Cleft lip and palate: Autologous or alloplastic secondary alveolar bone grafting?


Secondary alveolar bone grafting is typically performed between the ages of 7-12 years before the eruption of the permanent canine.  Studies have been conducted on a both autologous and alloplastic bone sources with ongoing discussions over preferred donor sites. Since 2007, the recombinant human bone morphogenetic protein-2 (rhBMP-2) has been available as an alternative to autologous bone graft for localized alveolar ridge augmentation.

The aim of this review was to compare the effectiveness of autologous versus alloplastic bone for secondary alveolar bone grafting in patients with cleft lip and palate.


Searches were conducted in the Cochrane Oral Health Group’s Trials Register, Cochrane Central Register of Controlled Trials, Medline, Embase, Chinese Biomedical Literature Database and WHO International Clinical Trials Registry Platform databases.  Randomised controlled trials (RCTs) in patients with unilateral cleft lip and palate older than 5 years of age, radiographic evaluation (CT and/or CBCT) of the cleft area, with at least a 6-month follow-up following bone grafting were considered.

The primary outcomes were radiographic assessment of bone graft volume and the radiographic assessment in the grafted area of alveolar bone.  Length of hospital stay was a secondary outcome. Two reviewers independently selected studies, abstracted data and assessed risk of bias using the Cochrane tool. A random effects meta-analysis was carried out. The overall quality of evidence was assessed using the grading of recommendation, assessment, development, and evaluation (GRADE) instrument.


  • 4 RCTs involving a total of 57 patients were included.
  • 27 patients received a rhBMP-2 graft and 29 an iliac crest bone graft.
  • 2 studies were carried out in Brazil, 1 in Sweden and 1 in the USA.
  • 2 studies were considered to be at high risk of bias and 2 at unclear risk.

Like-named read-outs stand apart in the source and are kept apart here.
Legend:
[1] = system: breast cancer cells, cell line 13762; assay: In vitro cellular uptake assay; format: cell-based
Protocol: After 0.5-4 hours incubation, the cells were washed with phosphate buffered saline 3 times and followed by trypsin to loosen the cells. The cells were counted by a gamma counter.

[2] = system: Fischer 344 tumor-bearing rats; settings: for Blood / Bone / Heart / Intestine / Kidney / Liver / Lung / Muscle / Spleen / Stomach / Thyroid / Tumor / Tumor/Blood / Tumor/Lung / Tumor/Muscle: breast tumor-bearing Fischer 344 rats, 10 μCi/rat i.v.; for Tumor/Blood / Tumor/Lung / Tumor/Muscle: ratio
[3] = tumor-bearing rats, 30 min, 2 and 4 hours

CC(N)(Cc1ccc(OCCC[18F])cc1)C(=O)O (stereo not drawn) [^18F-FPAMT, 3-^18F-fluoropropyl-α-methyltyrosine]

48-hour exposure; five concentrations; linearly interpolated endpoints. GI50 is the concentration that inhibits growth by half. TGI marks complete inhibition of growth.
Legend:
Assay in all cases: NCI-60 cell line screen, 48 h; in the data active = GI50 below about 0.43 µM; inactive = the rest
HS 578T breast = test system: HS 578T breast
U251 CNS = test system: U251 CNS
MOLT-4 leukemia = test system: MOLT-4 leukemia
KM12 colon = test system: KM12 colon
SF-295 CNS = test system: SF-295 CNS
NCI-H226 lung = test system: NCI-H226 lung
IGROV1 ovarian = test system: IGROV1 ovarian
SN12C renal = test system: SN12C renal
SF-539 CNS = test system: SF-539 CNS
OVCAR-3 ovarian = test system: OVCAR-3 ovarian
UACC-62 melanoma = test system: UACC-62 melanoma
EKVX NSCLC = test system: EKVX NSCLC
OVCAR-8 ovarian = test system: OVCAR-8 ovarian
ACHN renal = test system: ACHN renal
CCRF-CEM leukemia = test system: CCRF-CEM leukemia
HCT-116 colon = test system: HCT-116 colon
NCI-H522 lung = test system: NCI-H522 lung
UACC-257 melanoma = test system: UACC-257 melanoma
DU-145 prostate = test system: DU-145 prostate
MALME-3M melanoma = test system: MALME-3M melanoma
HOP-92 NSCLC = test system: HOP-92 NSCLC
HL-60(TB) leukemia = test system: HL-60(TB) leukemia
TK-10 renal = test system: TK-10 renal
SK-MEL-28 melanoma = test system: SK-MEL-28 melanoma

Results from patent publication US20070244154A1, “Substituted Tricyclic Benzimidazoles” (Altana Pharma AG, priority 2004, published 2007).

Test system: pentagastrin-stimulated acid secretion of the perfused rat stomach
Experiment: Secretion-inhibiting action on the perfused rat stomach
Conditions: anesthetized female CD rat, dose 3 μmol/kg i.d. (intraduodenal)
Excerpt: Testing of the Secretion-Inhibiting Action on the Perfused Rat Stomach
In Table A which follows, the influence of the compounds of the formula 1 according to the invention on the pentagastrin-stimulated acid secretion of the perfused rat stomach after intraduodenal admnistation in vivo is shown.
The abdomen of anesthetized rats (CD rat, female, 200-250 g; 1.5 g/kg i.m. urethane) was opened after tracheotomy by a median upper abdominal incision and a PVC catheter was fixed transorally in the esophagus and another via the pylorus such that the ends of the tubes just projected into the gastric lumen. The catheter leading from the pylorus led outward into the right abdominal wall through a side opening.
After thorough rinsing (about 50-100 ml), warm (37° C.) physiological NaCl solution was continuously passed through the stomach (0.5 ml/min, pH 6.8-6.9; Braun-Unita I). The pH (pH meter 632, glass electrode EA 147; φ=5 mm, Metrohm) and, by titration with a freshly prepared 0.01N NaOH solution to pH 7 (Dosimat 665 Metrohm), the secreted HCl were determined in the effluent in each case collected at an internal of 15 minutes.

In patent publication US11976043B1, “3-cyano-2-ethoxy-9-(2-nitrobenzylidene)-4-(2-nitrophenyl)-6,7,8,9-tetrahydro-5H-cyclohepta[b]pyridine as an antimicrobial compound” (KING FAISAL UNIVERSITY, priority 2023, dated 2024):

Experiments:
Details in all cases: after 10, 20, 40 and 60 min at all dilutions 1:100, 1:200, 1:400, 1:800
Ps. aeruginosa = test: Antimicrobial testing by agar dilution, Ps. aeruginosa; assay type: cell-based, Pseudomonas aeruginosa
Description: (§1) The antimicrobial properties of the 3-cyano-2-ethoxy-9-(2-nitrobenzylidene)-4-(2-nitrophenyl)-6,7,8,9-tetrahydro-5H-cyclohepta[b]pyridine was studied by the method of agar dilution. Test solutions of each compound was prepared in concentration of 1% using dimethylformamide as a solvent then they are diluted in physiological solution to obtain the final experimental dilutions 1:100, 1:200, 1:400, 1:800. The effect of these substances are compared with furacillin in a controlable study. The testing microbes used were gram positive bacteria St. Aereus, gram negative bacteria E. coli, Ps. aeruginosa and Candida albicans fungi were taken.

• Bone graft volume
    • At 6 months a statistically significant difference in favour of autologous bone graft was found
    • Mean Difference (MD) = − 14.410 (95% CI; − 22.392 to − 6.428) [ 3 studies].
    • At 12 months no difference was noted; MD = 6.227 (95%CI; − 15.967 to 28.422) [ 3 studies].
  • Bone graft height
    • No statistical difference was noted at 6 months MD = − 18.737 (95%CI; − 43.560 to 6.087) [ 2 studies].
    • Similarly, there was no difference at 12 months MD = −4.401 (95%CI; −30.636 to 21.834) [ 3 studies].
  • Length of hospital stay
    • This was assessed in 2 studies with patients undergoing rhBMP-2 graft having a statistically significant shorter stay, MD= − 1.146 (95%CI; − 2.147 to − 0.145).
  • The overall quality of the evidence was rated as low.


The authors concluded: –

Autologous bone and rh-BMP2 graft showed a similar effectiveness in maxillary alveolar reconstruction in patients with unilateral cleft lip and palate assessing bone graft volume and height although rh-BMP2 graft showed a relative shorter length of hospital stay (high uncertainty level).


A previous Cochrane review (Guo et al 2011) has examined secondary bone grafting for alveolar clefts. At that time only 2 RCT were included 1 of which was included in the current review. The Cochrane review concluded;

Due to the high level of risk of bias in the two included trials there is insufficient evidence to conclude that one intervention is superior to another.

This new review included 4 small RCTs none of which were at low risk of bias. The low methodological quality of the studies is a key limitation to the review as highlighted by the reviewers. So, while the findings suggest that there is no apparent difference between the two techniques the results should be interpreted cautiously. Further well conducted and reported trials of appropriate size are required to clarify which of these two approaches is most effective.


Primary Paper

Scalzone A, Flores-Mir C, Carozza D, d’Apuzzo F, Grassia V, Perillo L. Secondary alveolar bone grafting using autologous versus alloplastic material in the treatment of cleft lip and palate patients: systematic review and meta-analysis. Prog Orthod. 2019 Feb 11;20(1):6. doi: 10.1186/s40510-018-0252-y. Review. PubMed PMID: 30740615; PubMed Central PMCID: PMC6369233.

Review protocol on PROSPERO

Other references

Guo J, Li C, Zhang Q, Wu G, Deacon SA, Chen J, Hu H, Zou S, Ye Q. Secondary bone grafting for alveolar cleft in children with cleft lip or cleft lip and palate. Cochrane Database Syst Rev. 2011 Jun 15;(6):CD008050. doi:10.1002/14651858.CD008050.pub2. Review. PubMed PMID: 21678372.


Dental Elf Cleft Lip and Palate Blogs



Share on Facebook Tweet this on Twitter Share on LinkedIn Share on Google+